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  • Lia Albano

How to Get Your Child Hooked on Reading

As a preschool teacher, one of the things I’ve learned that parents become most concerned about is getting their child to read. For some kids, it may come naturally—they pick up a book, remember words from memory, and just automatically get interested. For others, it may take a bit of ingenuity. From my experience, it helps to make parents understand a few key elements to get their child hooked on reading. 


Here are four ways that could you get help your child hooked on reading.


Know what works best for your their age and interests

Larger pictures with little to no text would likely capture the attention of toddlers (needless to say, along with the voice and guidance of their parent). Books with illustrations accompanied by 1-2 short sentences could motivate early readers. The brief, sometimes repetitive text, help some children in becoming confident in what they know, and as well, challenging them enough to become familiar with a few new words.

Consistently read along with them

Second, read along with your child! This could both be done formally and casually. When I say formally, I mean setting a time in the day and putting in some effort to read together. While, indeed, there are books designed to help independent reading, there are lengthier stories that could fuel a child’s imagination. One of the key motivations to read is discovering new ideas and visualising things that could be. Books are a gateway to another world! Also, a lot of the time, children learn by modelling, and so if they see their parent taking an interest in reading, they will likely be inspired to do it, too. Casual reading would be referring to reading labels or signs out loud as you pass them by. It is pointing out words and saying it along with your child. Consistent practice will help them realise that they are surrounded by text and that anywhere in their surrounding is an opportunity to expand their vocabulary. Not to mention, putting things and words in context could boost their ability to comprehend things they read.

Incorporate active learning in your daily life and routines

I personally think it is not necessary to teach the alphabet beginning from A then through to Z. Letters can be introduced through their names, and let’s be real, not everyone’s name will begin with A. They can also be introduced through the daily things we do. Sing a song about your routine, spell things out loud, and just simply accompany your child’s budding knowledge of the alphabet with concrete examples from their existing environment. Say a word’s beginning letter and its sound, and perhaps challenge them to think of other words that have this sound from the books you read. Doing this as a regular exercise could naturally help your child realise that letters form a word, and that words form sentences.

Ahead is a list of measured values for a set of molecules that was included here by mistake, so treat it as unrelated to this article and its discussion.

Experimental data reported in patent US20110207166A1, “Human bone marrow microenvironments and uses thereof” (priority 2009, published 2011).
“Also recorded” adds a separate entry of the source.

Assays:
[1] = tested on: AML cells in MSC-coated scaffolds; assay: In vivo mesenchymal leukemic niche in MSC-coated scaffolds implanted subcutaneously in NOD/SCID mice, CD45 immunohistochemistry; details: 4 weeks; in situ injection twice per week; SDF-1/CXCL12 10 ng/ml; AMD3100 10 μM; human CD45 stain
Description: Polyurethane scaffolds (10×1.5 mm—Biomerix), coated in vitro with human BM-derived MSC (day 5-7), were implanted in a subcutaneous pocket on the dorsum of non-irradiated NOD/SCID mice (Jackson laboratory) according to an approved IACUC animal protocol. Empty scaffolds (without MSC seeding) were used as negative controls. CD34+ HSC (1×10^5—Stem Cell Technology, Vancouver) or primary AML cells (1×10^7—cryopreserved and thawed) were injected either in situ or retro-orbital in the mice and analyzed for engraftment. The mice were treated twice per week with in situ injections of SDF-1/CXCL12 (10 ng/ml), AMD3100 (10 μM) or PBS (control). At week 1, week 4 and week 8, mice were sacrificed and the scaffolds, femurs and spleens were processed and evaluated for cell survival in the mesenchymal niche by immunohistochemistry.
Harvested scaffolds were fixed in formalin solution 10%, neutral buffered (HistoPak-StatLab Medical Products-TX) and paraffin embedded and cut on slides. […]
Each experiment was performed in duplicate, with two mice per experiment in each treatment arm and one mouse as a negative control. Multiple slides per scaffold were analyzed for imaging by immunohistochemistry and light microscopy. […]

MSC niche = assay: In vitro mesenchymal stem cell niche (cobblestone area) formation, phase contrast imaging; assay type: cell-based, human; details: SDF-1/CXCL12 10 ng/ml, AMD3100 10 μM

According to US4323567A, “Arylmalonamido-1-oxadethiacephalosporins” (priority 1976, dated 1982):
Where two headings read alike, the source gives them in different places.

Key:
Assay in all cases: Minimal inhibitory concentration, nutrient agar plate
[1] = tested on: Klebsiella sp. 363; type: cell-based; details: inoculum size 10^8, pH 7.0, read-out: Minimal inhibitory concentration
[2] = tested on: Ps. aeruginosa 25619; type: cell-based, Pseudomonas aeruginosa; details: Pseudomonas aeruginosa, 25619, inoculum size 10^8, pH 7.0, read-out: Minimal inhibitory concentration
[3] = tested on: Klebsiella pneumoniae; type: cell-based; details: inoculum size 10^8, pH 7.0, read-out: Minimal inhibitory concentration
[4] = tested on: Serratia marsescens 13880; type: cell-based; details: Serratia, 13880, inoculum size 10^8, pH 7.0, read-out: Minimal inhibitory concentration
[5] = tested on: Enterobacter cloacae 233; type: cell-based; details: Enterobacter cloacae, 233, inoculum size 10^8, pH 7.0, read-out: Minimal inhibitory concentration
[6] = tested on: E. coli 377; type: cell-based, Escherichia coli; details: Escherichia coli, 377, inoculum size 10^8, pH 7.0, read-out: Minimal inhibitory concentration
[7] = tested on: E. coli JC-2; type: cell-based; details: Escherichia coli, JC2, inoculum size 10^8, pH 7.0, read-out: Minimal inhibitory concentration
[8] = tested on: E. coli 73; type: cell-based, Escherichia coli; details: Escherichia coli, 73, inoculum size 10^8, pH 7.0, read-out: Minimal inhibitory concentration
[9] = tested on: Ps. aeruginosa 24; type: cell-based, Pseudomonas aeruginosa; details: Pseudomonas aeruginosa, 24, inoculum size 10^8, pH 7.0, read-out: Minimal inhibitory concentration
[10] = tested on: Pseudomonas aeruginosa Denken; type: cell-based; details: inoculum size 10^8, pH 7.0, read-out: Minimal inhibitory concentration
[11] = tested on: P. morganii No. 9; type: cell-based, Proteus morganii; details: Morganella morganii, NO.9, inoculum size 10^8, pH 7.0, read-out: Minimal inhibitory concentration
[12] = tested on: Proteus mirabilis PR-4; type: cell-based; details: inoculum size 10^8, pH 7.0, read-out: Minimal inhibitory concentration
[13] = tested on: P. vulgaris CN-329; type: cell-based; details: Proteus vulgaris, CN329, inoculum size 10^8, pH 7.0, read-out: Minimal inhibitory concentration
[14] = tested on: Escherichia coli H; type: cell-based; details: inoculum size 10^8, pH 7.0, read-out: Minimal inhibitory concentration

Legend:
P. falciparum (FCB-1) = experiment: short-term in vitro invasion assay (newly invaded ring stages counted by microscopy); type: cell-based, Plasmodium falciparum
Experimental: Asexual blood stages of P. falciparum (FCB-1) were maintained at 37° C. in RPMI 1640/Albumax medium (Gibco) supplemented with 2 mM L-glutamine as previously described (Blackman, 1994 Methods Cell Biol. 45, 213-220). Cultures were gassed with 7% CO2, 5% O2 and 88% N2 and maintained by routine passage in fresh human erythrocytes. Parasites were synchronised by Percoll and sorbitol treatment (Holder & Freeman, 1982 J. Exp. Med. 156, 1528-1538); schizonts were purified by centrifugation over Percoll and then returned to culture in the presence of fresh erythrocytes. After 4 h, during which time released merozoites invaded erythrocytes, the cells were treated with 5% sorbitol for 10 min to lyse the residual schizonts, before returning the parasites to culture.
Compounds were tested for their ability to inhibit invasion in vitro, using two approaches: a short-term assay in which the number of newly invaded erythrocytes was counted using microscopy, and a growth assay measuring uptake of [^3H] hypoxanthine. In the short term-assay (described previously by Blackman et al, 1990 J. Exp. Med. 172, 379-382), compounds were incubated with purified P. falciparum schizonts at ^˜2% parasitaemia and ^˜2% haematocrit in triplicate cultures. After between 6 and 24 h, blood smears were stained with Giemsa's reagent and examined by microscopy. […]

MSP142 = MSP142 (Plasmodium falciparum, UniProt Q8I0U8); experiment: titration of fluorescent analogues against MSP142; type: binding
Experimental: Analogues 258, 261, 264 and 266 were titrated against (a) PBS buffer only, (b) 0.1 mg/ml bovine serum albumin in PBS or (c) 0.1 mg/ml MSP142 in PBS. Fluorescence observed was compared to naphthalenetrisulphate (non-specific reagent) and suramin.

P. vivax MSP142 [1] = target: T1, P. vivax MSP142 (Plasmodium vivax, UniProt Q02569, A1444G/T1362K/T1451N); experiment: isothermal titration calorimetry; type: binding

Make reading feel fun (and not like a chore)

A great way to encourage your child's reading is by helping them visualise stories and come up with their own ideas. As they begin to read, you may consider scaffolding their learning by letting them draw and helping them label parts of their work. Use these details to start your own story together, or simply create your own alphabet or word chart at home. Help them write words down and record what they say. Read back what you make together, and do so with emotion. Perhaps even consider doing this with props! This way, it makes the entire process more meaningful, and helps your child associate reading with the feeling of having fun. The collaboration between you and your child could help them persevere and continuously do better. Not only will they learn how to read, but they will learn how to value their own effort (and yours), too.



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